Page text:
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Economy contracts 3.2% q-o-q in 2019Q1

04 June 2019 Article by Lullu Krugel, PwC Strategy& Chief Economist for Africa, and Christie Viljoen, PwC Strategy& Economist

Structural reforms urgently needed as annual growth drops to 0% y-o-y

Statistics South Africa (StatsSA) reported on June 4 that the South African economy contracted by 3.2% quarter-on-quarter (q-o-q) during the first quarter of 2019 – the biggest decline in 10 years. This resulted in the economy being no larger in 2019Q1 than it was a year earlier. This data release reflects poorly on President Cyril Ramaphosa’s ‘economic stimulus and recovery plan’, launched in September 2018. Information collected by Fin24 indicates that, out of 14 plans set out by the present last year, only two (expanding the VAT-exempt basket and finalising the national minimum wage) had been fully achieved by May this year.

Graph: Annual GDP growth flatlines due to q-o-q contraction in 2019Q1

Source: StatsSA

Positive growth was limited to three tertiary sectors – 1) finance, real estate and business services, 2) general government services, and 3) personal services – with the other 7 sectors all recording a q-o-q decline in seasonally adjusted activity during January-March 2019. Mining activity dropped by 10.8% q-o-q – the worst decline in three years - as the industry suffered a strike in the gold division, amidst other challenges. Manufacturing activity fell 8.8% q-o-q due to low domestic demand (in part tied to mine output) as well as a deteriorated export performance. The beleaguered construction sector contracted q-o-q for a third consecutive quarter, while loadshedding snapped at five-quarter growth sprint in utilities.

Due to the 3.2% q-o-q contraction in 2019Q1, the South African economy was no larger during the period than it was a year earlier: annual growth dropped from 1.1% y-o-y in 2018Q4 to 0.0% y-o-y in 2019Q1. Gross fixed capital formation – investment in and spending on physical infrastructure – has declined y-o-y for four straight quarters due to weak business confidence and pressure on state finances. Growth in net exports was also under pressure in 2019Q1 from a weaker external environment: the International Monetary Fund (IMF) indicated in April it expects global economic growth to slow from 3.6% in 2018 to just 3.3% this year.

After warning on May 23rd that the first quarter would see a q-o-q contraction in GDP, the South African Reserve Bank (SARB) Monetary Policy Committee (MPC) forecast average economic growth of 1.0% for 2019, down from a previous estimate of 1.3%. This will again be lower than population growth; in other words, GDP per capita will decline for the fourth year out of five. The central bank indicated that its downbeat outlook for growth this year is premised on weak business and consumer confidence, growing pressure on household disposable income, and real fixed investment forecast to contract by 0.3% this year.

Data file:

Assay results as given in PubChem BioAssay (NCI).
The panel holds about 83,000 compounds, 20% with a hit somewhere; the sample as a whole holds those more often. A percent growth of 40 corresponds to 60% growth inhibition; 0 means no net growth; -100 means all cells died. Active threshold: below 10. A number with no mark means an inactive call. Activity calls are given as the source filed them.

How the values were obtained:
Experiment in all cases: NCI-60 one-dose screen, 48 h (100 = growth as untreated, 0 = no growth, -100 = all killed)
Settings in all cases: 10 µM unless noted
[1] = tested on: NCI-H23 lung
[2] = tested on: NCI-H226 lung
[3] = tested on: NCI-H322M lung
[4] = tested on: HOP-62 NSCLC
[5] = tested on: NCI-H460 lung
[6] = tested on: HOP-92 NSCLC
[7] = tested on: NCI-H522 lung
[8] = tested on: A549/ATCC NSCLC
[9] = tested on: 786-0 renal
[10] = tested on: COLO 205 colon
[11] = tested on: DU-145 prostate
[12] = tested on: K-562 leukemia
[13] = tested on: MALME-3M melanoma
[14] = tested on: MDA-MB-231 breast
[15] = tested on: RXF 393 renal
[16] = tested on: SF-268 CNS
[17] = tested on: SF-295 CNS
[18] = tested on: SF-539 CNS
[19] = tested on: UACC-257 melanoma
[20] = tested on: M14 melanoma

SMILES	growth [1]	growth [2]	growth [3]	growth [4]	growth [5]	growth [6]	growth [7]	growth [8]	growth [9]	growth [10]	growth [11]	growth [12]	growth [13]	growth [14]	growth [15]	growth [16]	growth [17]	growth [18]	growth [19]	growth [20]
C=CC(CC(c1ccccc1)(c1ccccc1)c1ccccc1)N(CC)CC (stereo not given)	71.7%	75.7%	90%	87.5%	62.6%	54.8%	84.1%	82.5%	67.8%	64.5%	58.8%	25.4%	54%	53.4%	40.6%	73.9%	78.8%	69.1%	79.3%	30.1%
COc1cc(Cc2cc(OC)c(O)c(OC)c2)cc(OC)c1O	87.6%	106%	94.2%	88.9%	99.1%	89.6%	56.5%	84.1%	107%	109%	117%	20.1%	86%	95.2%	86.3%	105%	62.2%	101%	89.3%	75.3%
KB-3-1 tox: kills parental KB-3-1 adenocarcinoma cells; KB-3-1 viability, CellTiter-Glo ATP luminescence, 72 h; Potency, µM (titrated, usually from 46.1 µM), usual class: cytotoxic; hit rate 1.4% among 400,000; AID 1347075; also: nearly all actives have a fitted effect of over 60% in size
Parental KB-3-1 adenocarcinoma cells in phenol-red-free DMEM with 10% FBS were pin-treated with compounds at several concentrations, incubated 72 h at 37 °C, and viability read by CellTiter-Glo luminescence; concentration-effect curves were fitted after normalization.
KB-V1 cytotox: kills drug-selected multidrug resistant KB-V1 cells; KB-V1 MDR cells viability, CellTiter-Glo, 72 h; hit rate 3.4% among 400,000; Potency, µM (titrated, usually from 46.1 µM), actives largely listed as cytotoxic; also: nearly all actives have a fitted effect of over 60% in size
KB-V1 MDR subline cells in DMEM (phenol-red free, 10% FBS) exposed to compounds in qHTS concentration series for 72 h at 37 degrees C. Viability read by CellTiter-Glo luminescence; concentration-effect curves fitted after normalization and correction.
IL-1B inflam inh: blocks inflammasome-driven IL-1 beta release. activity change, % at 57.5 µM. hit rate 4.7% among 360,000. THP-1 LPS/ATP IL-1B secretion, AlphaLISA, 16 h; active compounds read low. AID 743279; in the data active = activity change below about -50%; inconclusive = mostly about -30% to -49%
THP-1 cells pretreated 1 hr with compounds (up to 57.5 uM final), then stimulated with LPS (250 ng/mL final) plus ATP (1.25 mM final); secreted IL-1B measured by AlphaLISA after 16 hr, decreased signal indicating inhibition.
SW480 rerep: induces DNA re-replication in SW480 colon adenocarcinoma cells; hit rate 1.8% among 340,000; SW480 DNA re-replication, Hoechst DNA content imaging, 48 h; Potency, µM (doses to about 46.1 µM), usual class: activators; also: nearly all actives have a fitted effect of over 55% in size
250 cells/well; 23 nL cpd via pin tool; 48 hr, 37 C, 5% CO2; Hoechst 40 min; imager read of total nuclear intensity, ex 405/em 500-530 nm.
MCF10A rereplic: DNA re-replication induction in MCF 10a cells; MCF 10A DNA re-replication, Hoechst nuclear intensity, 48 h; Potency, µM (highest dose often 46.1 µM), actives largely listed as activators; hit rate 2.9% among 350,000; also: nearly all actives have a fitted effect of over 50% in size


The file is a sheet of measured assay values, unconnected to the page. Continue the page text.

In a statement released on June 3rd, the International Monetary Fund (IMF) reiterated that South Africa’s economic growth outlook “will depend critically on the pace of implementation of reforms that address long-standing structural constraints.” The multilateral organisation warned that if reform implementation “accelerates sufficiently to lift business confidence and jump-start private investment, growth would be reignited. However, if reforms are delayed, investment would fail to pick up, economic growth would remain weak in the medium term, and per-capita income would continue to decline”.

The IMF’s current list of desired reforms largely reflects what many economists would suggest as a checklist for boosting economic growth. These include strengthening governance, encouraging greater competition in goods and services markets, increasing labour market flexibility, reducing the cost of doing business, improving public enterprise efficiency. The SARB has also warned numerous times that monetary policy cannot fix South Africa’s growth rate: in May, it again said that “current challenges facing the economy are primarily structural in nature”, and will require “a combination of prudent macroeconomic policies and structural reforms that raise potential growth and lower the cost structure of the economy”.

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